Whenever I tell people that Illinois is certain to elect a Republican this November, they look at me like I’m crazy. I’ve been saying this for much more than the 10 or so days I’ve been here, because it’s been obvious for a while that Pat Quinn is going down.
That said, it does seem strange that Obama’s home state would vote for a Republican (except that it already did only two years after he was elected, selecting Republican Mark Kirk to fill Obama’s own senate seat).
Quinn has been one of America’s most vulnerable governors for a while now, and nothing he seems to do will change that.
When I first met Bruce Rauner, Illinois’s next governor, over the weekend, I was struck with some serious déjà vu.
There seemed something all too familiar about a successful businessman running on fixing the economy in desperate need of a turnaround.
It took me all of a second to realize that this is the exact same dynamic that we have back in Maryland, with Larry Hogan taking Anthony Brown to task over his failed tenure as Lieutenant Governor.
Actually, that statement is kind of generous. Anthony Brown hasn’t even been doing anything lately. His campaign manager, Justin Schall, has been doing all the talking lately (maybe they’re going to try to do some candidate swapping like Democrats in Alaska did recently).
Would either of these two Republicans have much of a chance in a different year against challengers who are even moderately competent? That question is irrelevant, because the hand we’ve been dealt is an impressive one.
Illinois’s fiscal state is a complete joke, and it won’t be getting better anytime soon under this administration.
A recent article in Forbes compares Illinois’s outlook with Kansas’s. If you read any article out there, you’d hear about how Governor Sam Brownback’s tax cuts were a complete flop, but look a little closer:
“Start with jobs. According to the Bureau of Labor Statistics, in the last twelve months (ending with August 2014) Kansas has increased private sector employment by 1.13% compared to just 0.66% for Illinois. Data for the year so far show Kansas gaining more private sector jobs than Illinois (7,800 vs. 6,200), even though Illinois’ population is more than four times larger. The growth of employment since January 2013 through August of 2014 was 72 % higher in Kansas compared to Illinois (0.78% vs. 0.46%).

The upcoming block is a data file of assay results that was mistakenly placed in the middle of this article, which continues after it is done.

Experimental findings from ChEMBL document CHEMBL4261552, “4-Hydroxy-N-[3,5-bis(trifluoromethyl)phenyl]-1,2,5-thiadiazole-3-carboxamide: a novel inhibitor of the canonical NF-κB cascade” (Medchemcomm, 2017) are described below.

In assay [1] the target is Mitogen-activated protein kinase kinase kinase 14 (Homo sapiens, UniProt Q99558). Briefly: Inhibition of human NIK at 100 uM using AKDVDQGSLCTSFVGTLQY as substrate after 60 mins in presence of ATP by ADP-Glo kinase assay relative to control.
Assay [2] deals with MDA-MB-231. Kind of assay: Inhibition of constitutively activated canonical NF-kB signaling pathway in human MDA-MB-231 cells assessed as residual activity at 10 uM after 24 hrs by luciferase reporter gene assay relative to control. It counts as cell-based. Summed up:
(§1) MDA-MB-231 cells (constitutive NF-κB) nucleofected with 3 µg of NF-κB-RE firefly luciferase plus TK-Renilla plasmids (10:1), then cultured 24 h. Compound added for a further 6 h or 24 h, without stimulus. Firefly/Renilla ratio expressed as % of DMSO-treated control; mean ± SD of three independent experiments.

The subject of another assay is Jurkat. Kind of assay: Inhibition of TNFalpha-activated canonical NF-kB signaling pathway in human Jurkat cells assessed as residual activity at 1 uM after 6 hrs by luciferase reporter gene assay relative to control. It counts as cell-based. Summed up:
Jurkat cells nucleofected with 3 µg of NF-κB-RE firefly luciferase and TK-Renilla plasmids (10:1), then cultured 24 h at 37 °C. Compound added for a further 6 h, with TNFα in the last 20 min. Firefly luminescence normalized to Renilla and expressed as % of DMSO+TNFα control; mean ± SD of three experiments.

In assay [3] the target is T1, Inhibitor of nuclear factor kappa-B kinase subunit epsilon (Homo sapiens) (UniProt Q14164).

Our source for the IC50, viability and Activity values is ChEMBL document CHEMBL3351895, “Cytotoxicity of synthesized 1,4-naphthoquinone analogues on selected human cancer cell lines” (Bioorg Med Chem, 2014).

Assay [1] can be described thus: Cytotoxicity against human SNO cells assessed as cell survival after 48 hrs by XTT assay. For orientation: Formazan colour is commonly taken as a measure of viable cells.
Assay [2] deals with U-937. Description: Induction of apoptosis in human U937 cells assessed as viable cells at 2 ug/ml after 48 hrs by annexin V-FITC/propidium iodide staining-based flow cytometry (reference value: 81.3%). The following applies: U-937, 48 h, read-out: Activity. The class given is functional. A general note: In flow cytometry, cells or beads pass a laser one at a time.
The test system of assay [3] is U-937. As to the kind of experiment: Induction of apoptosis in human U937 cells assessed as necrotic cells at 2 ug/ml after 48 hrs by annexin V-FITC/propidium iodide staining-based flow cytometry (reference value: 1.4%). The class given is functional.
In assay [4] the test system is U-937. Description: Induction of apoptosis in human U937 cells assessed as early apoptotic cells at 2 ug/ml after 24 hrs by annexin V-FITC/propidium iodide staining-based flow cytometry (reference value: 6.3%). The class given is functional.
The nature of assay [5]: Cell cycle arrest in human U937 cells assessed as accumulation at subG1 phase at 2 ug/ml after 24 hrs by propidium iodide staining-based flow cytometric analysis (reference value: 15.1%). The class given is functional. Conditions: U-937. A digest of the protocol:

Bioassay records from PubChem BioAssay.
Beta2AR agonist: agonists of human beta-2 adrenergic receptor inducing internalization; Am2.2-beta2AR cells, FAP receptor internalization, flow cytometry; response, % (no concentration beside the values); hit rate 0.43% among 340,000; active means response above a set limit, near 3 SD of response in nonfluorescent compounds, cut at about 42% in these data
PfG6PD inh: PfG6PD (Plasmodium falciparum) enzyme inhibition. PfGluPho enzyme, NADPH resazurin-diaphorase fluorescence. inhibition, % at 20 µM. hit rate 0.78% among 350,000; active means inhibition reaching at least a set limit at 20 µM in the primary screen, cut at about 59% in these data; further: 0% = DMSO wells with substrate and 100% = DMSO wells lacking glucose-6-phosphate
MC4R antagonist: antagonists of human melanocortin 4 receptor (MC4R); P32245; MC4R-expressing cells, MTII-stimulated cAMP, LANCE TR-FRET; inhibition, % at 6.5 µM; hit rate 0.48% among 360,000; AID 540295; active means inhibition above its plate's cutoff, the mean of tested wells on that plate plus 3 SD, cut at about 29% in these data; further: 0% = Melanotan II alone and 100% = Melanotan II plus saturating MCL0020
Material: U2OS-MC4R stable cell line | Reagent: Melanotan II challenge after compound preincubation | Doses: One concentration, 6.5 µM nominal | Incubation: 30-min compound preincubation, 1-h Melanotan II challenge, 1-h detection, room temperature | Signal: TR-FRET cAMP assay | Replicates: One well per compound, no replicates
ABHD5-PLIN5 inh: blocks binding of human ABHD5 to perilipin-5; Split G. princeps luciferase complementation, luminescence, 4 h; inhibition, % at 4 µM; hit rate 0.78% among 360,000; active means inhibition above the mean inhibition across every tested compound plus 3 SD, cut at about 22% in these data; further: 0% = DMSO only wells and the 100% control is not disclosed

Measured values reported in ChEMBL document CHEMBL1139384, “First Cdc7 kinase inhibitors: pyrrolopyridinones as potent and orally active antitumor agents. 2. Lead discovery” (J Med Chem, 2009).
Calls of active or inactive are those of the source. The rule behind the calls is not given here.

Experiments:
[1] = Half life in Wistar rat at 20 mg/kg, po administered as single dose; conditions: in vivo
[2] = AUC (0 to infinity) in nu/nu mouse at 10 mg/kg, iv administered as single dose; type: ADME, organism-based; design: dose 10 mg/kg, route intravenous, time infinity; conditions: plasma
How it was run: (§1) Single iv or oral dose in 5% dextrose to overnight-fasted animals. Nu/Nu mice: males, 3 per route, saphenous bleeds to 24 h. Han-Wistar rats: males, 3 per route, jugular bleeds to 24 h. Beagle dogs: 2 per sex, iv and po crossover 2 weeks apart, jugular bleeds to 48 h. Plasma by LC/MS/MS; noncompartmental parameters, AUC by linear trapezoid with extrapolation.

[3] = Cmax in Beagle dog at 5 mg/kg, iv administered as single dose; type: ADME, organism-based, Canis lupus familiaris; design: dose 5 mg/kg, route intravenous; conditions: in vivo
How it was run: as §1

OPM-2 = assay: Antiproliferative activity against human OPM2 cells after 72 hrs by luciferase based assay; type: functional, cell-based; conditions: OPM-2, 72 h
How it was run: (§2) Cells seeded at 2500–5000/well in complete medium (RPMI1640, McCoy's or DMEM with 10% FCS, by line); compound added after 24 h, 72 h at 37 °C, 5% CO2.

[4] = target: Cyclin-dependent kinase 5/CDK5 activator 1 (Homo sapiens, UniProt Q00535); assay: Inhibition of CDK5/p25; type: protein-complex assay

On economic growth, the Bureau of Economic Analysis reports that Kansas’ real GDP increase was up 1.9 % last year – slighter higher than the national average of 1.8%. Illinois crept up 0.9%.”
And that’s just on jobs. When it comes to taxation, despite Quinn’s tax hikes, Illinois is still going to end the year in the red (to the tune of $4 billion).
“Even with the unexpected revenue dip, [Kansas] will finish the year with a positive reserve fund.
Contrast that with Illinois. Three years after Mr. Quinn’s new income taxes, the state finished FY 2014 with nearly $4 billion in unpaid bills. Vendors have to wait months to get paid what they are owed by the state government. Instead of one credit downgrade, Illinois has suffered nine. It now has one of the worst bond ratings of the 50 states.
The extra tax money for Springfield was supposed to help finance and improve the public schools – but it hasn’t happened. Reverend James Meeks, a long-time Democrat and head of Salem Baptist Church in Chicago, recently received publicity throughout the state by saying: “Our schools are still broken and getting worse. We’re last in employment or business. Our neighborhoods are deplorable,” he added.”
Basically, it’d be hard for Illinois to get much worse. That is not a challenge to Illinois voters to reelect Pat Quinn just to show that things could always be worse.
Back in Maryland, Larry Hogan loves mentioning (as well he should, because it showcases the complete failure of our administration) how 47% of Marylanders would flee the state if they had the opportunity. However, Illinois is also on the list. In fact, Illinois TOPS the list, with 50% of respondents willing to leave the state given the opportunity.
Both states also have serious problems with corruption. Pat Quinn is currently under not one but two federal investigations. Back in Maryland, one of our prisons was literally being run by gangmembers from behind bars (I actually first learned about this from my Democratic Attorney General, Doug Gansler).
November 4th is going to provide voters in both states with quite the juxtaposition: do they want four (or eight) more years of the current path they’re on, or do they want to turn their states around before residents finally have enough and just leave?